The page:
Scientists have unlocked the gene responsible for a rare and debilitating genetic disorder.
Rapid-onset dystonia-parkinsonism, or RDP, is a rare genetic disorder whose sufferers share symptoms with both dystonia and Parkinson’s disease. In an article published in the July 21 issue of the neuroscience journal Neuron, a research team detailed its discovery that six unique mutations in a single gene were responsible for the occurrence of RDP.
The discovery rebuts a longtime criticism of RDP, that it is not a unique genetic disorder. The discovery also offers hope to individuals who suffer from this disorder and from related, more common, others.
“It’s particularly exciting because it opens further avenues for examining different mutations in this gene that might shed light on the cause of more common neurological disorders that have similar symptoms, such as Parkinson’s and epilepsy,” explained Dr. Laurie Ozelius, associate professor at Albert Einstein College of Medicine, and a member of the team that made the discovery.
The gene, ATP1A3, is closely related to the gene ATP1A2, itself related to a number of other neurological disorders. Patients with Dystonia, a genetic disease common to Jews of Ashkenazic descent, and Parkinson’s both share the same phenatypes as patients with RDP. This makes scientists hopeful that it may lead to breakthroughs in the other genetic disorders.
RDP is so named because of its rapid onset. A few days, or even a couple of hours, are all that is needed for someone to develop the disease. In more than half of patients, the disorder is sparked by a precipitating event. A high fever from a different illness or normal activities like running can trigger the symptoms. Each victim has slight variations on how the disease initially manifests, but many start in speech, affecting the jaw and mouth. Contortions and tremors in the muscles make speaking and forming words impossible. Others will experience foot dragging as the disease begins. The disease also strikes a broad range of ages. Individuals as young as 4 years old, and as old as 58, have developed RDP.
Because stress frequently is linked to the manifestation of RDP, some experts claimed that it was not a real genetic disorder. “Many folks didn’t appreciate that rapid-onset was real and it was often confused with psychogenic disease,” explained Dr. Allison Brashear, professor of Neurology at Indiana University School of Medicine.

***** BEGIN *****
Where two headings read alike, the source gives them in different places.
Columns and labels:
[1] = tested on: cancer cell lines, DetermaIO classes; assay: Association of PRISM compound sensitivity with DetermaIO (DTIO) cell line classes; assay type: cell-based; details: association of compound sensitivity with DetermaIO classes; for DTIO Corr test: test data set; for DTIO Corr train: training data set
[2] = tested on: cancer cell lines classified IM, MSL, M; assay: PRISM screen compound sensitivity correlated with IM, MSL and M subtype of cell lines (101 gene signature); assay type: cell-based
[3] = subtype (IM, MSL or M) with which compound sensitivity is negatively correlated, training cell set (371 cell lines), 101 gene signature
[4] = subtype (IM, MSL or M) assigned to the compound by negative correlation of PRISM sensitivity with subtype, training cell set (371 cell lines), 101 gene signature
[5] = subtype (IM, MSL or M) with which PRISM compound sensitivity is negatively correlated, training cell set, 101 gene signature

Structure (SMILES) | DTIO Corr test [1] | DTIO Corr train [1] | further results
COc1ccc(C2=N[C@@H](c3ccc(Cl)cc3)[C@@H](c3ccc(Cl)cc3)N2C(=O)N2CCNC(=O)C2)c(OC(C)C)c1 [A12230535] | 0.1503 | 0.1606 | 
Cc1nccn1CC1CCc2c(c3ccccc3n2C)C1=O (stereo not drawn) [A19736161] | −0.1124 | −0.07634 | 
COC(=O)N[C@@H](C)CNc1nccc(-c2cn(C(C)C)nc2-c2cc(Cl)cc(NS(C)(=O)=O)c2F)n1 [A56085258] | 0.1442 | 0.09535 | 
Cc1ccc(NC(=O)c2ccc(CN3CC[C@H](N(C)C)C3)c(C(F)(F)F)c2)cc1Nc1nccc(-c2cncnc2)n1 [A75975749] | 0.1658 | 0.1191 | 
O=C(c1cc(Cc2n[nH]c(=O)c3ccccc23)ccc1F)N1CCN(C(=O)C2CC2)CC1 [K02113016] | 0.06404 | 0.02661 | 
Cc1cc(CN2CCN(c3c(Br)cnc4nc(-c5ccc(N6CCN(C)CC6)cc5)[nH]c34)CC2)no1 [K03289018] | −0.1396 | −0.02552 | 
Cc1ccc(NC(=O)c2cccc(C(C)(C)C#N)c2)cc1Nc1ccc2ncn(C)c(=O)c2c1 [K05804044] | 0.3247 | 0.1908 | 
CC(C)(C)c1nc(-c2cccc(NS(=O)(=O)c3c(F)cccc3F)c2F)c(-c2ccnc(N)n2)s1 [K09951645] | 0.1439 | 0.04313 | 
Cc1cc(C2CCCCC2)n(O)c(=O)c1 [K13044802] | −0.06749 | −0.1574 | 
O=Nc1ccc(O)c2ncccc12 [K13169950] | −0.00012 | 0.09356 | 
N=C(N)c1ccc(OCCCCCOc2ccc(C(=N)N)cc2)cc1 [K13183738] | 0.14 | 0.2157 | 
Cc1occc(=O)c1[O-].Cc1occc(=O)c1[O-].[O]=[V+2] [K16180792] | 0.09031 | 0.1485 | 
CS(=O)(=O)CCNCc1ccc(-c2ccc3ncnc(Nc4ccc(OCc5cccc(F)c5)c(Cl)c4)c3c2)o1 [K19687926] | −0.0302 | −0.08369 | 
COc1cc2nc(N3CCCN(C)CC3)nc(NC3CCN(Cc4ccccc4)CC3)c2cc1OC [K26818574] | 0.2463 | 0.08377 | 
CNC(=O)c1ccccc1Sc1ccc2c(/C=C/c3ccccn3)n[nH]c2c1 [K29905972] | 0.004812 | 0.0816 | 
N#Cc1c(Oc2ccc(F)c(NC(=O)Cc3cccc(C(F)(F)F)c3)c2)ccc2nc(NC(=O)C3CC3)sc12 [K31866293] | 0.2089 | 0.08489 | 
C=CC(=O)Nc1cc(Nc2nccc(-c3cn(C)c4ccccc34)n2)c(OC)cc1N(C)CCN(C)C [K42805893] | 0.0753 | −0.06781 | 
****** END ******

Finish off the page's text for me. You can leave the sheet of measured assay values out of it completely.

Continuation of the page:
Dr. William Dobyns first distinguished RDP as a disorder in 1993. He discovered the disorder when treating two siblings within a month of each other, both displaying the same symptoms. After some research, he found that other members of the family also had the rapid onset of symptoms. The disease had never been reported before 1993, and it is thought that it probably had been misdiagnosed as an unusual movement disorder, instead of the unique genetic disorder it is.
Since then, Brashear and Ozelius have worked to discover the gene responsible. In addition to the first family that Dobyns discovered in 1993, Brashear found another occurrence of the disorder in a family in New York. Since then, the scientists have collected genetic histories from six more families, making eight overall.
Brashear attributed Dobyns’s discovery to an “observant physician who took a really good history.”
Although RDP can manifest in isolated individuals, doctors stress the family connection. In the eight families, six different mutations of the same gene, ATP1A3, were discovered. While there are no other neurological diseases associated with ATP1A3, another closely related gene, ATP1A2, has been connected to both familial emipaligic migraines and infantile convulsions.
When RDP does affect individuals with no family history, which is the case in a couple of the patients studied, doctors ascribe its occurrence to a new mutation.
“The ATP1A3 gene codes for a protein that plays a role in the cellular ‘pumps’ that regulate the transit — both into and out of cells — of sodium and potassium, which are necessary for proper nerve signaling throughout the body,” explained Ozelius. “The mutations in ATP1A3 appear to compromise the encoded protein’s function and disrupt nerve signaling.”
During the family studies, Brashear took DNA samples from family members so that Ozelius could study them. “With her discovery of the mutation of ATP1A3 among the families studied, and the prevalence of RDP that we’ve observed within these families, the link between RDP and a single gene has now been firmly established,” explained Brashear.
Brashear is hopeful about the possibility that locating these mutations might have for people who suffer from RDP. “If they can figure out why people with the mutation get the disease,” Brashear said, referring to the latency of symptoms despite the presence of the mutation, “maybe they can figure out how to treat it.”
Ozelius said a cure is a long way off, but she is hopeful. “Things have been moving rapidly in scientific advances. Science has really stepped up the pace. Theoretically, we may be able to get closer quicker.”